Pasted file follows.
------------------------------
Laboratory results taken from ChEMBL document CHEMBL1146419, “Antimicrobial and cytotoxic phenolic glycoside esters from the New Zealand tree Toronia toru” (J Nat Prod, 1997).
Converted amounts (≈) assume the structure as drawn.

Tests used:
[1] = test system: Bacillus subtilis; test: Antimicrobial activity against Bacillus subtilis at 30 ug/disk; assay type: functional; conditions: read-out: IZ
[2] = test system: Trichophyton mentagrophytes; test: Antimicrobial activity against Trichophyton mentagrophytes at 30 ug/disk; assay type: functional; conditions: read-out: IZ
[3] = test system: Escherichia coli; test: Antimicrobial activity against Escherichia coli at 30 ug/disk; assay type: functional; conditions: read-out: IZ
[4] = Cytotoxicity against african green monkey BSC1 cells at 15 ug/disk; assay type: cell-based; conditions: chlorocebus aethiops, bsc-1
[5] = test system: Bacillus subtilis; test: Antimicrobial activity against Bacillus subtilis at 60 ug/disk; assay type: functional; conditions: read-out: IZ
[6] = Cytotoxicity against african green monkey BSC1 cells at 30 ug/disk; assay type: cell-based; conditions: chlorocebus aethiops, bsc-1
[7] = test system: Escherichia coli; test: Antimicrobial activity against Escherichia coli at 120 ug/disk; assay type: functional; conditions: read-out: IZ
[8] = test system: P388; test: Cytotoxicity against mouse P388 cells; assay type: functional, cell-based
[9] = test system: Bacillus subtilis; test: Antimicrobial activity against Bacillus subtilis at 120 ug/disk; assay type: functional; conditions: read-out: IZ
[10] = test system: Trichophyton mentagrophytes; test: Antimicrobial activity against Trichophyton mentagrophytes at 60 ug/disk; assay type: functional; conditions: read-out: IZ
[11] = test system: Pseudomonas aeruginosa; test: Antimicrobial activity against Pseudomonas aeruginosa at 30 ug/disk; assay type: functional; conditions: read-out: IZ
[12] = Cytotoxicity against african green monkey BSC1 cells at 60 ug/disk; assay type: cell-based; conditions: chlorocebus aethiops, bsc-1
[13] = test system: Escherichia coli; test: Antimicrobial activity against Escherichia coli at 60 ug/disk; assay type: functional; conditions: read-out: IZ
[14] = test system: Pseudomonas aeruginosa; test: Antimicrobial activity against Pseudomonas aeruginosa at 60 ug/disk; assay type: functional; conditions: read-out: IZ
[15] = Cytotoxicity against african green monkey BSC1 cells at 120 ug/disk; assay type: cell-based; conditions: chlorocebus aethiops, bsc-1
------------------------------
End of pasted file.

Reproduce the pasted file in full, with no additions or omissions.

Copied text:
Laboratory results taken from ChEMBL document CHEMBL1146419, “Antimicrobial and cytotoxic phenolic glycoside esters from the New Zealand tree Toronia toru” (J Nat Prod, 1997).
Converted amounts (≈) assume the structure as drawn.

Tests used:
[1] = test system: Bacillus subtilis; test: Antimicrobial activity against Bacillus subtilis at 30 ug/disk; assay type: functional; conditions: read-out: IZ
[2] = test system: Trichophyton mentagrophytes; test: Antimicrobial activity against Trichophyton mentagrophytes at 30 ug/disk; assay type: functional; conditions: read-out: IZ
[3] = test system: Escherichia coli; test: Antimicrobial activity against Escherichia coli at 30 ug/disk; assay type: functional; conditions: read-out: IZ
[4] = Cytotoxicity against african green monkey BSC1 cells at 15 ug/disk; assay type: cell-based; conditions: chlorocebus aethiops, bsc-1
[5] = test system: Bacillus subtilis; test: Antimicrobial activity against Bacillus subtilis at 60 ug/disk; assay type: functional; conditions: read-out: IZ
[6] = Cytotoxicity against african green monkey BSC1 cells at 30 ug/disk; assay type: cell-based; conditions: chlorocebus aethiops, bsc-1
[7] = test system: Escherichia coli; test: Antimicrobial activity against Escherichia coli at 120 ug/disk; assay type: functional; conditions: read-out: IZ
[8] = test system: P388; test: Cytotoxicity against mouse P388 cells; assay type: functional, cell-based
[9] = test system: Bacillus subtilis; test: Antimicrobial activity against Bacillus subtilis at 120 ug/disk; assay type: functional; conditions: read-out: IZ
[10] = test system: Trichophyton mentagrophytes; test: Antimicrobial activity against Trichophyton mentagrophytes at 60 ug/disk; assay type: functional; conditions: read-out: IZ
[11] = test system: Pseudomonas aeruginosa; test: Antimicrobial activity against Pseudomonas aeruginosa at 30 ug/disk; assay type: functional; conditions: read-out: IZ
[12] = Cytotoxicity against african green monkey BSC1 cells at 60 ug/disk; assay type: cell-based; conditions: chlorocebus aethiops, bsc-1
[13] = test system: Escherichia coli; test: Antimicrobial activity against Escherichia coli at 60 ug/disk; assay type: functional; conditions: read-out: IZ
[14] = test system: Pseudomonas aeruginosa; test: Antimicrobial activity against Pseudomonas aeruginosa at 60 ug/disk; assay type: functional; conditions: read-out: IZ
[15] = Cytotoxicity against african green monkey BSC1 cells at 120 ug/disk; assay type: cell-based; conditions: chlorocebus aethiops, bsc-1